NBC News is reporting that Michigan Congressman Bart Stupak, the leader of twelve pro-life Democrats who have refused to support the final health care bill until their concerns were met, has decided to vote “yes” on the health care bill. Stupak was in negotiations with the White House and Health and Human Services Secretary Kathleen Sebelius, working out the details of an executive order that would achieve a result that came closer to Stupak’s approach to enshrining prohibitions on the use of federal funds for abortion in a manner reminiscent of the Hyde Amendment. Stay tuned.
Here is a roundup of articles related to divisions in the Catholic community, and among Catholic members of Congress, on the health care legislation the House will consider today.
Here's a quck round up of reports on Pope Benedict's pastoral letter to Irish Catholics issued this morning. NCR senior correspondent John Allen called the letter Benedict's "most comprehensive statement yet on the sexual abuse crisis."
From the Associated Press:
Asked why there were no punitive provisions contained in the letter, Vatican spokesman the Rev. Federico Lombardi noted that the letter was pastoral, not administrative or disciplinary in nature, and that any further measures concerning resignations would be taken by the competent Vatican offices.
Benedict's letter addressed only the scandal in Ireland, not the other cases of abuse which have recently come to light in other countries across Europe, including in the pope's native Germany.
Lombardi acknowledged the other cases but said the Irish scandal was unique in its scope and in what the Vatican has already done, noting that the pontiff last month met with Ireland's bishops. But he said that obviously the letter could be read to apply to other countries and individuals.
President Obama held a rally for health care reform today at George Mason University in Virginia. The most compelling part of his message was -- for me, at least -- his appeal to the moral issue of ensuring the common good.
"It's a debate that is not only about the cost of health care," he said. "It's a debate about the character of our country -- about whether we can still meet the challenges of our time; whether we still have the guts and the courage to give every citizen, not just some, the chance to reach their dreams."
That’s the gut of the issue… deciding that we as a society will provide everyone, rich or poor, old or young… with the health care they need. It’s a vision of the common good, something integral to the Catholic tradition, and many other faith traditions as well.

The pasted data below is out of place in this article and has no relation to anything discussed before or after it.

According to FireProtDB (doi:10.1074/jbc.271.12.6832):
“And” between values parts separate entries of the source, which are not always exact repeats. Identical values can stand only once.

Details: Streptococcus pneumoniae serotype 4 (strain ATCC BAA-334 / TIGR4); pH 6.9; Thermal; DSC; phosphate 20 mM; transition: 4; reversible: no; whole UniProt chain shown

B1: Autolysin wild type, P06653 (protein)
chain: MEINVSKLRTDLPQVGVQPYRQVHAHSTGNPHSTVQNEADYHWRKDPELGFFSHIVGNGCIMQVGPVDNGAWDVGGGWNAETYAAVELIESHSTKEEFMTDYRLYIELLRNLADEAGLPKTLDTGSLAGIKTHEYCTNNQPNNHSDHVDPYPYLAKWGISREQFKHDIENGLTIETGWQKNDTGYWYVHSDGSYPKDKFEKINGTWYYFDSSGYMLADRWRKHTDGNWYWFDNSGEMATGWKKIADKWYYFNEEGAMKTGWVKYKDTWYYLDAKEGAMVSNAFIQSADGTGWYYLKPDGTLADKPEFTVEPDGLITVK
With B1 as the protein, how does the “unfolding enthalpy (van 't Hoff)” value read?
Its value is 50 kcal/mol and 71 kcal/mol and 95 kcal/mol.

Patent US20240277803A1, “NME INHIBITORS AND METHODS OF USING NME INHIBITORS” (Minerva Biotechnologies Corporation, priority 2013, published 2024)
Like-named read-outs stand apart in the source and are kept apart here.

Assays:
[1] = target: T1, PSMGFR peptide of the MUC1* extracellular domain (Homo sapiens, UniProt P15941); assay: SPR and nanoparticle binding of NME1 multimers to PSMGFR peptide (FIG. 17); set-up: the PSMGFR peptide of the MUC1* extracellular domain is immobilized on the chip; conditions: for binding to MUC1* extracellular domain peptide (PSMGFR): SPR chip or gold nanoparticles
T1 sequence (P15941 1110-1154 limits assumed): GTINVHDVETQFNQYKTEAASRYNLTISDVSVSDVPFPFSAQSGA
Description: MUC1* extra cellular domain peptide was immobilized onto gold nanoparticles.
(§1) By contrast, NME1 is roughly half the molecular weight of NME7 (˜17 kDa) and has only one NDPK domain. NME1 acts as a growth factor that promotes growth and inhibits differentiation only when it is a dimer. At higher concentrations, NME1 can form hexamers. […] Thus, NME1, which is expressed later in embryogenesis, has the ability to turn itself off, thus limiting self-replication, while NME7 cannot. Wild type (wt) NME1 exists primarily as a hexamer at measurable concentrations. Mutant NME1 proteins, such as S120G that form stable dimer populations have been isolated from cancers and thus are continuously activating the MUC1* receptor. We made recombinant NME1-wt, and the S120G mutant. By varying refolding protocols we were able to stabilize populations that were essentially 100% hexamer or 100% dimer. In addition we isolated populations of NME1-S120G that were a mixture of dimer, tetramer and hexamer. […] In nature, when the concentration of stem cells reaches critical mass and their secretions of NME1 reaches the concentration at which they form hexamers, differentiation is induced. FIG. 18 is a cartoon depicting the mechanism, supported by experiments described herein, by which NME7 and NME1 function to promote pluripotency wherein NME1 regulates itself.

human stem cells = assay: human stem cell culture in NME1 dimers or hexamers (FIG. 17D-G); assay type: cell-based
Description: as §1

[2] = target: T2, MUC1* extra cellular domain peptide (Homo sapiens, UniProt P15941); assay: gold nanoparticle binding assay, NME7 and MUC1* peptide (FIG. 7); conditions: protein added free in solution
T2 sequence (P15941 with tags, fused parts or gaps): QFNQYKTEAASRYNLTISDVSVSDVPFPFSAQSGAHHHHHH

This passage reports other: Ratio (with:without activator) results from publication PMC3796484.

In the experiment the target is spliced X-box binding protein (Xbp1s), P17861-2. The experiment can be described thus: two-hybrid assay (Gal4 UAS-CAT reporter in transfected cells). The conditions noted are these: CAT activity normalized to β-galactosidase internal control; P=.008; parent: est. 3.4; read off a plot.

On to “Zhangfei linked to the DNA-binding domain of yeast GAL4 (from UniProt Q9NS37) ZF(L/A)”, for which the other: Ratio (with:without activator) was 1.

According to a report at Politico.com, negotiations between the House leadership and Congressman Bart Stupak are still on-going. While it looks increasingly like the Speaker will whip up the necessary votes for the measure, the report says that they want the dozen or so members committed to the Stupak approach to abortion restrictions on board.
I have never doubted that if push comes to shove, Speaker Pelosi would throw her pro-choice allies under the bus if that was what was needed to pass the bill. She did as much in November. But, this raises an interesting specter for pro-health care forces. Will they be willing to jettison their commitment to abortion rights in order to pass the health care bill?
Thus begins Dr. Patrick Whelan's discussion of a study of the Massachusetts health insurance program, Commonwealth Care, upon which the Senate's health care reform bill draws. The study was published Wednesday in the New England Journal of Medicine
Whelan's conclusion: "The recent experience in Massachusetts suggests that universal health care coverage has been associated with a decrease in the number of abortions performed."
Whelan is on the pediatrics faculty at Harvard Medical School and is a pediatric rheumatology specialist at Massachusetts General Hospital for Children in Boston. He is also a member of the NCR board of directors.
Writes Archbishop Charles Chaput on the First Things website today: "If the defective Senate version of health-care reform pushed by congressional leaders passes into law—against the will of the American people and burdened by serious moral problems in its content—we’ll have 'Catholic' voices partly to thank for it. And to hold responsible" [emphasis added].
You can find the entire piece here.
The latest "Room for Debate" in the New York Times pays an indirect tribute to the National Catholic Reporter.
All five of those asked to comment on what the Vatican should do about clerical sexual abuse of children are men.
Every one of them is worthy. Each has something valuable to say. By not including a single woman in the mix, however, the Timesreflects a widespread absence of women's voices in the media's coverage of critical church debates.
Excluding women from official church councils has, of course, been standard practice in the hierarchy's exercise of rule. When the Vatican decided to investigate American nuns, for example, nuns weren't consulted in any formal sense. It was done, as usual, by fiat.
For the mainstream media largely to repeat this pattern of neglect has been irresponsible, lending credibility to a bias against women (my interpretation) and furthering it. Occasionally women are asked to join in, but not nearly often enough.
Barbara Blaine of SNAP (Survivors Network of those Abused by Priests) writes on the Ms.Blog the church should not be allowed to conduct an investigation into sex abuse allegations by clergy. She says church investigators can't be trusted.
Today is the Solemnity of St. Joseph, Husband of the Blessed Virgin Mary.